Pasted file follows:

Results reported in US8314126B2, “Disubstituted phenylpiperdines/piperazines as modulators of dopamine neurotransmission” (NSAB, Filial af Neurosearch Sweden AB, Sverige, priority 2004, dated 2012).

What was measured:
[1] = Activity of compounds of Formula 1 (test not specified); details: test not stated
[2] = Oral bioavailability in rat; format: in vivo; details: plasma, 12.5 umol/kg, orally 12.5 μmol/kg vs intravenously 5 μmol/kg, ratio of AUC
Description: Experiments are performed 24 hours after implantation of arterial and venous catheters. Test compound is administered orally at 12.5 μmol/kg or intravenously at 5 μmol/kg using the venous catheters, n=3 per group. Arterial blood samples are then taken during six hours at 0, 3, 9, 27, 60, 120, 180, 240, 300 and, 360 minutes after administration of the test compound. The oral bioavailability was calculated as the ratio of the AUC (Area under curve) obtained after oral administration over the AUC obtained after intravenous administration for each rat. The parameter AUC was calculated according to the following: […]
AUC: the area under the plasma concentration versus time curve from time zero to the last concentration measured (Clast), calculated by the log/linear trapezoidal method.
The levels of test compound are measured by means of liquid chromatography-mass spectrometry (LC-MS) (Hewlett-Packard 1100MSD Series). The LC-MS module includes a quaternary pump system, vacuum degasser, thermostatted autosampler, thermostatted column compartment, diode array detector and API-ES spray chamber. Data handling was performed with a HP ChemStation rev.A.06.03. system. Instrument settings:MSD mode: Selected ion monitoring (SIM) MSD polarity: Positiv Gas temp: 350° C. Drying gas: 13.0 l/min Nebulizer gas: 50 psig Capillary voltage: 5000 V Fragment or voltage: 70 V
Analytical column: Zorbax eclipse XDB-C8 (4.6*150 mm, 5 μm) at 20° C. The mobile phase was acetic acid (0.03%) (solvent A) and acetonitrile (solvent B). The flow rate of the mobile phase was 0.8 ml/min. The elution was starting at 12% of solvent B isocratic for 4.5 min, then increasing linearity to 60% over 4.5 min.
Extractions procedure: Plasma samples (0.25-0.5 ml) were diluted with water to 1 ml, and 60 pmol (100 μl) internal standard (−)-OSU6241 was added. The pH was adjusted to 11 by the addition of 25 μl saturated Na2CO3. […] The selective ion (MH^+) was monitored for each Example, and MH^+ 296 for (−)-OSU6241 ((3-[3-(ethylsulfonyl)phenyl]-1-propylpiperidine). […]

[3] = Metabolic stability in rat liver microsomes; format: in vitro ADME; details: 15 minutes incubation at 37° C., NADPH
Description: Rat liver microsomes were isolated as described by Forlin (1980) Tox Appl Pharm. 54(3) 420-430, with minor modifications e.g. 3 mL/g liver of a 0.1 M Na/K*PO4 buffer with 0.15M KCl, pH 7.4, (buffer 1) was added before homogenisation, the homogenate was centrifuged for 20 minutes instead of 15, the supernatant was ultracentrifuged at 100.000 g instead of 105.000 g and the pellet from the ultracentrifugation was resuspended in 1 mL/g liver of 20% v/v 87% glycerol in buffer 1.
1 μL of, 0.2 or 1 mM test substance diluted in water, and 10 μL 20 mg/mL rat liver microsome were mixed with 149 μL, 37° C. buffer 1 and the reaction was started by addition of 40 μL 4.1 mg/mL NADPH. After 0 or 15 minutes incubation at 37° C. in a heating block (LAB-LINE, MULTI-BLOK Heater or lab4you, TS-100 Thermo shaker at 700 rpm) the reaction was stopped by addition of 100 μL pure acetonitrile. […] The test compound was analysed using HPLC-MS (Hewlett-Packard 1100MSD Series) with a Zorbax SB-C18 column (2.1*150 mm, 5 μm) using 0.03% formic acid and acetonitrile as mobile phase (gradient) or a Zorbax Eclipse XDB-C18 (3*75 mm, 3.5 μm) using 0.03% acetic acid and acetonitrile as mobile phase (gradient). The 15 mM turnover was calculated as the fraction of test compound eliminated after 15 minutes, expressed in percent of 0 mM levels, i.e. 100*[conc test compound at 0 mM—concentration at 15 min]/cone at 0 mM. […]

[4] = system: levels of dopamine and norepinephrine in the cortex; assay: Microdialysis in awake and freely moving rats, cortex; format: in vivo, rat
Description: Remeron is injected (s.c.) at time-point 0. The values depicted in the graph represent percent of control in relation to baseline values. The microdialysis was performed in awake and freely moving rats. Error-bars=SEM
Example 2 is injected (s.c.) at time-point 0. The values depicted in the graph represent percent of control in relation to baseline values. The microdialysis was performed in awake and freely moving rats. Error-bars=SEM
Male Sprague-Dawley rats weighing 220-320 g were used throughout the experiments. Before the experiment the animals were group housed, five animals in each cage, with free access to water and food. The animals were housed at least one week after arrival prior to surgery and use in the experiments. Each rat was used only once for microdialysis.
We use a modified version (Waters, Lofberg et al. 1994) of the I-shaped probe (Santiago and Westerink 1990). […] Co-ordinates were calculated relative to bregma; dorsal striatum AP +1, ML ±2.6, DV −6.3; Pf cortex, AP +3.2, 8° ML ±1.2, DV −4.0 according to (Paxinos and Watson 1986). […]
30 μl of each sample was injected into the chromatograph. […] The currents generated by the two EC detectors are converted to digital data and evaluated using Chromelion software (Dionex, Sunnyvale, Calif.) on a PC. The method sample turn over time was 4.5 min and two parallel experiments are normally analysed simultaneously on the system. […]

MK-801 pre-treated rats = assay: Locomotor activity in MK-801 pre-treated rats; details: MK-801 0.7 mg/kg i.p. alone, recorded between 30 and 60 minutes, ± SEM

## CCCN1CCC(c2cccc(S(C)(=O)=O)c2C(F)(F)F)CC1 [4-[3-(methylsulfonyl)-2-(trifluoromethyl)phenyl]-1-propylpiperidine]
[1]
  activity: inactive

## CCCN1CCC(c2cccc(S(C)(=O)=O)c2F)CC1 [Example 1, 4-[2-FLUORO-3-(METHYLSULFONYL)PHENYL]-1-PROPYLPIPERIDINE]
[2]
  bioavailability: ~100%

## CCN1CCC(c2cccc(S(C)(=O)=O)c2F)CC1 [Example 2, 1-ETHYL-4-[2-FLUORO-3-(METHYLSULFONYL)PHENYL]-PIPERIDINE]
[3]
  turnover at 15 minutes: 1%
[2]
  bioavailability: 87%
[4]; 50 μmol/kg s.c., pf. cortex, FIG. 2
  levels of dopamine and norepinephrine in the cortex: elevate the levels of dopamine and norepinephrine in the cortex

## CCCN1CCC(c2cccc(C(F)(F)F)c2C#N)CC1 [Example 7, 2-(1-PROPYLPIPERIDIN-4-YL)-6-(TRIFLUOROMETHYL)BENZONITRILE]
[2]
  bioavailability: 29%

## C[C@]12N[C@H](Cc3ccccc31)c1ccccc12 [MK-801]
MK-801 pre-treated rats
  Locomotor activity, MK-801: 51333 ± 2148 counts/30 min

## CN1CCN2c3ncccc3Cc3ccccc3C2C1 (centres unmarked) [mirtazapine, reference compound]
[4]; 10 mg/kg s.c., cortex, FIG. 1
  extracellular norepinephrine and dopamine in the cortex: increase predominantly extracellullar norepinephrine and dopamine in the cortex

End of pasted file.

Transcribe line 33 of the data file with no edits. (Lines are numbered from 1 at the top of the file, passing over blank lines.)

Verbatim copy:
## CCCN1CCC(c2cccc(C(F)(F)F)c2C#N)CC1 [Example 7, 2-(1-PROPYLPIPERIDIN-4-YL)-6-(TRIFLUOROMETHYL)BENZONITRILE]